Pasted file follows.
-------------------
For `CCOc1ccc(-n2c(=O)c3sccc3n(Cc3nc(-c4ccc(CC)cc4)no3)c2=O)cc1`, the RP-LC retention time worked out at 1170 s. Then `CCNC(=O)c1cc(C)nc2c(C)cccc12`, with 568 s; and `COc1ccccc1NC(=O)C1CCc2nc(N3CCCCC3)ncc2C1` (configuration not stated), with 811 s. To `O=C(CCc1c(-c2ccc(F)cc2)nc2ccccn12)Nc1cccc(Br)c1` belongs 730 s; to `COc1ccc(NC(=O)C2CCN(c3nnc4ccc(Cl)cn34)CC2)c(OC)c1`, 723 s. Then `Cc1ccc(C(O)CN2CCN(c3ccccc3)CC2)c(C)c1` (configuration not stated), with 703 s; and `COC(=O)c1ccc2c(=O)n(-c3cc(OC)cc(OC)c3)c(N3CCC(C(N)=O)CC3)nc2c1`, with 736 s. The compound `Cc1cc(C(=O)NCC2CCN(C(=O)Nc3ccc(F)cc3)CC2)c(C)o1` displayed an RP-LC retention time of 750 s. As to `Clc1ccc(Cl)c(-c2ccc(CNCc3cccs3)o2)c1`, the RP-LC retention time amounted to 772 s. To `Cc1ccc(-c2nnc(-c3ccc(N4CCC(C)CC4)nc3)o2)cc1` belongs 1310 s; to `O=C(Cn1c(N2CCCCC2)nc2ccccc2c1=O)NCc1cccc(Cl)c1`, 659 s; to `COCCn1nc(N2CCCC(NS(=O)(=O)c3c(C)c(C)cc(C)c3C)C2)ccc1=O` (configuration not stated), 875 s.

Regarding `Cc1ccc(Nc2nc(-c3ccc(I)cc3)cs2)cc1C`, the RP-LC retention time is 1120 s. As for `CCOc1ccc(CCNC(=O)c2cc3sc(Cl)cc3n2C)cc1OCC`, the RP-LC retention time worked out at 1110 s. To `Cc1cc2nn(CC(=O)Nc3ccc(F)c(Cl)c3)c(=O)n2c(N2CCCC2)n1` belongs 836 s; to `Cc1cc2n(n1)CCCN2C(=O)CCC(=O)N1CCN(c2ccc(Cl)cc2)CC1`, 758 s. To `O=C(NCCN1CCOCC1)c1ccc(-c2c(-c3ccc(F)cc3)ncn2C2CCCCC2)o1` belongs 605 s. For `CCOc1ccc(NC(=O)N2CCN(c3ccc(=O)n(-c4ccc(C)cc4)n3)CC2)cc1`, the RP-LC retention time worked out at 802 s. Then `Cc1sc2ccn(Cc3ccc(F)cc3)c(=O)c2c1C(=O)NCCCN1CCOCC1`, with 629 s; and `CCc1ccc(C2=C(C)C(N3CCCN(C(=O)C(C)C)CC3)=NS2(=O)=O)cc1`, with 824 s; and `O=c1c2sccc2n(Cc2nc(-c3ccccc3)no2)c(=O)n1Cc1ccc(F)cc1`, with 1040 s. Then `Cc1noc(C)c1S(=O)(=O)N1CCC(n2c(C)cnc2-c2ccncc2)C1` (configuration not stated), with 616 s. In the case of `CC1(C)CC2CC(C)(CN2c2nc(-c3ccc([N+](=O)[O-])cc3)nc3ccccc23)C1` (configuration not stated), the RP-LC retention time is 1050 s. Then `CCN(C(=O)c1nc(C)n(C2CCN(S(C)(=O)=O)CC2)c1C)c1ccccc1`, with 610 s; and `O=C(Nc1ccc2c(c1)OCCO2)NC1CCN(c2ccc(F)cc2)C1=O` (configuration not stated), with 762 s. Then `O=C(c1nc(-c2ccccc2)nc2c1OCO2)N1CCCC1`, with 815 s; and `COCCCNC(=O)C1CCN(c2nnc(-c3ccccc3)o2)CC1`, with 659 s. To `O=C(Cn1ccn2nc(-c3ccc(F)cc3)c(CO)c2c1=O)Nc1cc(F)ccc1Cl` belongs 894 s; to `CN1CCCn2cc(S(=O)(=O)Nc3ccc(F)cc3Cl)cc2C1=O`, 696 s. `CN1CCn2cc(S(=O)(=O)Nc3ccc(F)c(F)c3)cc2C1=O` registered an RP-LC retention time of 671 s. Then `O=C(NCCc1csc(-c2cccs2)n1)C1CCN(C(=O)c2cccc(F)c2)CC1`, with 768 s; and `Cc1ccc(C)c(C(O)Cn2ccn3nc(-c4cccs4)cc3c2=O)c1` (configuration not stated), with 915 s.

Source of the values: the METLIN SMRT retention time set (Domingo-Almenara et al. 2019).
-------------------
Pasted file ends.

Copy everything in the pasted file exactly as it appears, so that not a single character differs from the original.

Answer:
For `CCOc1ccc(-n2c(=O)c3sccc3n(Cc3nc(-c4ccc(CC)cc4)no3)c2=O)cc1`, the RP-LC retention time worked out at 1170 s. Then `CCNC(=O)c1cc(C)nc2c(C)cccc12`, with 568 s; and `COc1ccccc1NC(=O)C1CCc2nc(N3CCCCC3)ncc2C1` (configuration not stated), with 811 s. To `O=C(CCc1c(-c2ccc(F)cc2)nc2ccccn12)Nc1cccc(Br)c1` belongs 730 s; to `COc1ccc(NC(=O)C2CCN(c3nnc4ccc(Cl)cn34)CC2)c(OC)c1`, 723 s. Then `Cc1ccc(C(O)CN2CCN(c3ccccc3)CC2)c(C)c1` (configuration not stated), with 703 s; and `COC(=O)c1ccc2c(=O)n(-c3cc(OC)cc(OC)c3)c(N3CCC(C(N)=O)CC3)nc2c1`, with 736 s. The compound `Cc1cc(C(=O)NCC2CCN(C(=O)Nc3ccc(F)cc3)CC2)c(C)o1` displayed an RP-LC retention time of 750 s. As to `Clc1ccc(Cl)c(-c2ccc(CNCc3cccs3)o2)c1`, the RP-LC retention time amounted to 772 s. To `Cc1ccc(-c2nnc(-c3ccc(N4CCC(C)CC4)nc3)o2)cc1` belongs 1310 s; to `O=C(Cn1c(N2CCCCC2)nc2ccccc2c1=O)NCc1cccc(Cl)c1`, 659 s; to `COCCn1nc(N2CCCC(NS(=O)(=O)c3c(C)c(C)cc(C)c3C)C2)ccc1=O` (configuration not stated), 875 s.

Regarding `Cc1ccc(Nc2nc(-c3ccc(I)cc3)cs2)cc1C`, the RP-LC retention time is 1120 s. As for `CCOc1ccc(CCNC(=O)c2cc3sc(Cl)cc3n2C)cc1OCC`, the RP-LC retention time worked out at 1110 s. To `Cc1cc2nn(CC(=O)Nc3ccc(F)c(Cl)c3)c(=O)n2c(N2CCCC2)n1` belongs 836 s; to `Cc1cc2n(n1)CCCN2C(=O)CCC(=O)N1CCN(c2ccc(Cl)cc2)CC1`, 758 s. To `O=C(NCCN1CCOCC1)c1ccc(-c2c(-c3ccc(F)cc3)ncn2C2CCCCC2)o1` belongs 605 s. For `CCOc1ccc(NC(=O)N2CCN(c3ccc(=O)n(-c4ccc(C)cc4)n3)CC2)cc1`, the RP-LC retention time worked out at 802 s. Then `Cc1sc2ccn(Cc3ccc(F)cc3)c(=O)c2c1C(=O)NCCCN1CCOCC1`, with 629 s; and `CCc1ccc(C2=C(C)C(N3CCCN(C(=O)C(C)C)CC3)=NS2(=O)=O)cc1`, with 824 s; and `O=c1c2sccc2n(Cc2nc(-c3ccccc3)no2)c(=O)n1Cc1ccc(F)cc1`, with 1040 s. Then `Cc1noc(C)c1S(=O)(=O)N1CCC(n2c(C)cnc2-c2ccncc2)C1` (configuration not stated), with 616 s. In the case of `CC1(C)CC2CC(C)(CN2c2nc(-c3ccc([N+](=O)[O-])cc3)nc3ccccc23)C1` (configuration not stated), the RP-LC retention time is 1050 s. Then `CCN(C(=O)c1nc(C)n(C2CCN(S(C)(=O)=O)CC2)c1C)c1ccccc1`, with 610 s; and `O=C(Nc1ccc2c(c1)OCCO2)NC1CCN(c2ccc(F)cc2)C1=O` (configuration not stated), with 762 s. Then `O=C(c1nc(-c2ccccc2)nc2c1OCO2)N1CCCC1`, with 815 s; and `COCCCNC(=O)C1CCN(c2nnc(-c3ccccc3)o2)CC1`, with 659 s. To `O=C(Cn1ccn2nc(-c3ccc(F)cc3)c(CO)c2c1=O)Nc1cc(F)ccc1Cl` belongs 894 s; to `CN1CCCn2cc(S(=O)(=O)Nc3ccc(F)cc3Cl)cc2C1=O`, 696 s. `CN1CCn2cc(S(=O)(=O)Nc3ccc(F)c(F)c3)cc2C1=O` registered an RP-LC retention time of 671 s. Then `O=C(NCCc1csc(-c2cccs2)n1)C1CCN(C(=O)c2cccc(F)c2)CC1`, with 768 s; and `Cc1ccc(C)c(C(O)Cn2ccn3nc(-c4cccs4)cc3c2=O)c1` (configuration not stated), with 915 s.

Source of the values: the METLIN SMRT retention time set (Domingo-Almenara et al. 2019).